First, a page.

My ‘Jeep Cherokee From Hell’ Drove To Chicago Flawlessly And Reminded Me That Love Is All About Timing

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As I cruised up Lake Shore Drive through Chicago’s prettiest neighborhoods on a perfect 75 degree sunny day, I realized that the Jeep I had just sold was perfect. It was everything I had hoped it would be when I bought it back in 2018: The 4.0-liter felt powerful, the five-speed manual shifted beautifully, the interior was gorgeous, the paint glistened, that chrome grille reflected onto the streets ahead. Four years ago I wrote that “I Went Through Hell to Buy This 1991 Jeep Cherokee But Now I Have My Dream Car.” In the ensuing years, that “dream car” became my nightmare, but on Sunday, finally, it become my dream car again. But it was too late.

I’ll allow my younger, 26 year-old self to explain how thrilled I was to have bought this 1991 Jeep Cherokee in September of 2018:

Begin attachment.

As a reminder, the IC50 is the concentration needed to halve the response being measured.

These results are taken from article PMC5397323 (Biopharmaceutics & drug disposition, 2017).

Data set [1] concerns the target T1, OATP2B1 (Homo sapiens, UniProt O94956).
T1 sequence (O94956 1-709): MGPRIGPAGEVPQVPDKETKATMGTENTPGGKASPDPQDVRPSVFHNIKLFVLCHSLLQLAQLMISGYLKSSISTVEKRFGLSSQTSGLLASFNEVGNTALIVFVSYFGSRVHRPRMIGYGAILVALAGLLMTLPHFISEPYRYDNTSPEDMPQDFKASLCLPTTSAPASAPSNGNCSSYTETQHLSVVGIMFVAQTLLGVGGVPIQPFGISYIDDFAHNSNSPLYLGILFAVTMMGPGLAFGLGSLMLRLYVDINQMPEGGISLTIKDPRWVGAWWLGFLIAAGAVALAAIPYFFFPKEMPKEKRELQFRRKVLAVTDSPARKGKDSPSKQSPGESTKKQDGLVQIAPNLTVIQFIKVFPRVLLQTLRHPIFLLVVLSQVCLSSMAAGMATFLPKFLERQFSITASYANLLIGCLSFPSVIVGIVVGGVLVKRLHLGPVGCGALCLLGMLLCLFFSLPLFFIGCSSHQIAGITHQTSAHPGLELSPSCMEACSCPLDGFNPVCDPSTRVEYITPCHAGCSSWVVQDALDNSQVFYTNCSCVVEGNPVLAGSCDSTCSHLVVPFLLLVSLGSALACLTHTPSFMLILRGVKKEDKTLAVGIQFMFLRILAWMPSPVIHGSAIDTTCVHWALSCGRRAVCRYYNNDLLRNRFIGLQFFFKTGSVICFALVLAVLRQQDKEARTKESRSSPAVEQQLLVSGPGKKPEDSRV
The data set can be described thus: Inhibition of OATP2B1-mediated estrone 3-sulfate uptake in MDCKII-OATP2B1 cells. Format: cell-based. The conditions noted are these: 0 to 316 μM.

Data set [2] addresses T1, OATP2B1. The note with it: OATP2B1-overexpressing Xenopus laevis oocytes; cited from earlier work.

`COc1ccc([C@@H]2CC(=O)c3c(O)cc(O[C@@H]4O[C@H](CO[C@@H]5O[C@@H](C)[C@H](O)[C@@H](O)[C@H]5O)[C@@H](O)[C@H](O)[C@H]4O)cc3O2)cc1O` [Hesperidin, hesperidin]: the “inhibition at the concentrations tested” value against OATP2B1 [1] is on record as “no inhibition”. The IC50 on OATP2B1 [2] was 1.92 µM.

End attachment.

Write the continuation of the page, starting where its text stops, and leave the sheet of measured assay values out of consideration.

It’s not perfect, and I had to go through hell to get it (with the price ballooning from a song to $900 to $1,700 to $2,000), but in the end, I own my dream Jeep—an unmodified, rust-free, manual transmission, 1991 (the first year with the more powerful and reliable Chrysler fuel injection system and the improved cooling system), vent window-equipped Jeep Cherokee Laredo.

I need nothing more in this life.

Reading that last sentence, “I need nothing more in this life,” reminds me of just how much of a rollercoaster car ownership can be. I was so excited to own my very favorite version of my very favorite Jeep, but then the machine kept breaking. In my previous article, I listed all the parts I’ve had to replace in the 100-ish miles I’ve ever driven this Jeep since buying it. Allow me to paste that list here again, but with more recent additions included:

  • Replaced cylinder head
  • Replaced radiator
  • Replaced thermostat
  • Replaced water pump
  • Replaced upper control arm (driver’s)
  • Replaced front left fender (which I had professionally painted)
  • Replaced front left fender flare (which I had professionally painted)
  • Replaced front left fender liner
  • Replaced front bumper (which I had professionally painted)
  • Replaced rear bumper (which I had professionally painted)
  • Replaced front axle
  • Replaced front axle u-joints